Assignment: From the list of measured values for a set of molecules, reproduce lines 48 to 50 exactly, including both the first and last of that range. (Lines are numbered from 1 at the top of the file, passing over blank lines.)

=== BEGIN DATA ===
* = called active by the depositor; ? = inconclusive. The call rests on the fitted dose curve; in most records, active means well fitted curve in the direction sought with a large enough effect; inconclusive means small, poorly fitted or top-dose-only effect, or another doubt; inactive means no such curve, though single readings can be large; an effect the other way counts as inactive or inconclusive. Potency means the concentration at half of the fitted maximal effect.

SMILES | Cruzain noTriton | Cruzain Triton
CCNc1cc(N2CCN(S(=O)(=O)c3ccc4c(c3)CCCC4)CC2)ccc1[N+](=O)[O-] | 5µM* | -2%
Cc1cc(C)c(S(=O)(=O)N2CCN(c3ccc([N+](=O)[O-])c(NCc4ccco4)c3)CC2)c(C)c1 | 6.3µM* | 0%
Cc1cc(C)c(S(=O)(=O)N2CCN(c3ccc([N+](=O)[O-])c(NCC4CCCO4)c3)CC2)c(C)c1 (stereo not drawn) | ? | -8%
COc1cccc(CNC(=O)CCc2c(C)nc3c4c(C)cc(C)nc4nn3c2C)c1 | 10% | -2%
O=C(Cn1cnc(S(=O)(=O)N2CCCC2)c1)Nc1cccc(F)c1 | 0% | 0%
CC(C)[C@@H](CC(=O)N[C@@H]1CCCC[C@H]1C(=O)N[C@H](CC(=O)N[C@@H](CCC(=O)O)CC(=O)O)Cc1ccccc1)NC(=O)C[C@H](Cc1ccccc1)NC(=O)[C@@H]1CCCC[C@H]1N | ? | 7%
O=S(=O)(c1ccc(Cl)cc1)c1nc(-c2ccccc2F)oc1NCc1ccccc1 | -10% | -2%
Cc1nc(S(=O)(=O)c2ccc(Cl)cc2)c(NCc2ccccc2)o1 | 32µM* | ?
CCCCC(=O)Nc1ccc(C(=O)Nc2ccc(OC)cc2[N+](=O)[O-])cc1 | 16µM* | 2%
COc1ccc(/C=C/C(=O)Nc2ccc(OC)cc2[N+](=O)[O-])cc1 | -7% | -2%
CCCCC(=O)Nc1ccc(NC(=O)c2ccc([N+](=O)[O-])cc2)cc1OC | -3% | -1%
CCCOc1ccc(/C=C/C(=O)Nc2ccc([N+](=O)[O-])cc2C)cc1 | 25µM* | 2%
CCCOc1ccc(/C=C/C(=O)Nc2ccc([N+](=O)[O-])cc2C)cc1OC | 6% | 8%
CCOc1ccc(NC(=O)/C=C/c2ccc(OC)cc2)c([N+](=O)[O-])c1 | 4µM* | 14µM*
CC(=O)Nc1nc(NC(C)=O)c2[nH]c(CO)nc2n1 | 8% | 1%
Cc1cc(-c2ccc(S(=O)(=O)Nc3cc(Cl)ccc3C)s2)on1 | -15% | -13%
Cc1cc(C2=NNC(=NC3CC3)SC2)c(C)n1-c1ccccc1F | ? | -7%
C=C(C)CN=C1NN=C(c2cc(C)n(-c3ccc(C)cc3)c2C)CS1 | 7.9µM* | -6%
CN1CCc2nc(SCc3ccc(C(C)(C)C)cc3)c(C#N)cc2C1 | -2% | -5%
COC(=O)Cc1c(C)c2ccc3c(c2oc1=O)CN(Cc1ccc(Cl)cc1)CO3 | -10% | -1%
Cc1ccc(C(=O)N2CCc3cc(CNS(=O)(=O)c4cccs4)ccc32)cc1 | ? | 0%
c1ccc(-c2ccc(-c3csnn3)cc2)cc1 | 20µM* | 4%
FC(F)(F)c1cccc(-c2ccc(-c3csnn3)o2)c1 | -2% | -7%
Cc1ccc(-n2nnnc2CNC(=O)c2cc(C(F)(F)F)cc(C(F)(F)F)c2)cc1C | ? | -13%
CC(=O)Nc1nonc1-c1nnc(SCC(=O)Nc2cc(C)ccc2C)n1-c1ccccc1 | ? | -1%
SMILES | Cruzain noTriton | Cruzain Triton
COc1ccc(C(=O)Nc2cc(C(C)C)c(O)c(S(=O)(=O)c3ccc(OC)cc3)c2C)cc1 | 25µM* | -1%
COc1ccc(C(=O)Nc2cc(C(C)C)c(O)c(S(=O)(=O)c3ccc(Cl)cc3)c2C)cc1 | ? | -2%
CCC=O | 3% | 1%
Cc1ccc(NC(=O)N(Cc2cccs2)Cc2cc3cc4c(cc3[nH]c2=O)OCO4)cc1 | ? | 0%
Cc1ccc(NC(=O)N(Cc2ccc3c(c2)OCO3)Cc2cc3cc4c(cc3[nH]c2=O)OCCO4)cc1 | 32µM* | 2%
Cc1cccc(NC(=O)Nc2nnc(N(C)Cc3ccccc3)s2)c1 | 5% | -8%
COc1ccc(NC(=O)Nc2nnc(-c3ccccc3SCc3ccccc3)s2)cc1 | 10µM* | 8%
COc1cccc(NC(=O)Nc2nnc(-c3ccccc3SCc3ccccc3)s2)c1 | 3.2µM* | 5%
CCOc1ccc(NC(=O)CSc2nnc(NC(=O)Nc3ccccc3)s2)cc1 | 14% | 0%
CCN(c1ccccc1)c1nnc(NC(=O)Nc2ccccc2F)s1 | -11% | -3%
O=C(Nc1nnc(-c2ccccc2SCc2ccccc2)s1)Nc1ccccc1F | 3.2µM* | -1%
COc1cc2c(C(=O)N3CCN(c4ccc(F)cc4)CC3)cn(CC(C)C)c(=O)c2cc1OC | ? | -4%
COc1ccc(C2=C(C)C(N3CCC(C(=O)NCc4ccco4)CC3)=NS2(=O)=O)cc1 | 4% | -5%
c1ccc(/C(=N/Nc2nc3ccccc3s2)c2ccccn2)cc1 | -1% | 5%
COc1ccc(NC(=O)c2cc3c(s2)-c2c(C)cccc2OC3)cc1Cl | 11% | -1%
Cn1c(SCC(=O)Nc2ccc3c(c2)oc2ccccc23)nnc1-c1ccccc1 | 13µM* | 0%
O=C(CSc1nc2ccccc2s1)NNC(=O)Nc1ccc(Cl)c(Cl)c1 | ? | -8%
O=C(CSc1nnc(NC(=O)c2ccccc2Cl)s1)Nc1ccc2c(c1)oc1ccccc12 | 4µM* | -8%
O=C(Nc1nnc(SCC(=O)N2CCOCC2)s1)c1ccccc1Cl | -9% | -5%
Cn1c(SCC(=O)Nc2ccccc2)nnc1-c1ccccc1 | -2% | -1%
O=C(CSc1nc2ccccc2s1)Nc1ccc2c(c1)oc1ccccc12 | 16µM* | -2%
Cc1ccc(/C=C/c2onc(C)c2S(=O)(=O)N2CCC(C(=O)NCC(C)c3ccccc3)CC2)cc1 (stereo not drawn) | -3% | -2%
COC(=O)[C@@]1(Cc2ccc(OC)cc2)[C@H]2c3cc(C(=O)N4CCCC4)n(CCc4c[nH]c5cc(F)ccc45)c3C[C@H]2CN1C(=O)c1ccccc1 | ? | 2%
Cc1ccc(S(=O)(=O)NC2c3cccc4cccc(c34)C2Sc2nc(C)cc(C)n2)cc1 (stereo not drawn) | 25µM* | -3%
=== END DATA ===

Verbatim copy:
Cn1c(SCC(=O)Nc2ccccc2)nnc1-c1ccccc1 | -2% | -1%
O=C(CSc1nc2ccccc2s1)Nc1ccc2c(c1)oc1ccccc12 | 16µM* | -2%
Cc1ccc(/C=C/c2onc(C)c2S(=O)(=O)N2CCC(C(=O)NCC(C)c3ccccc3)CC2)cc1 (stereo not drawn) | -3% | -2%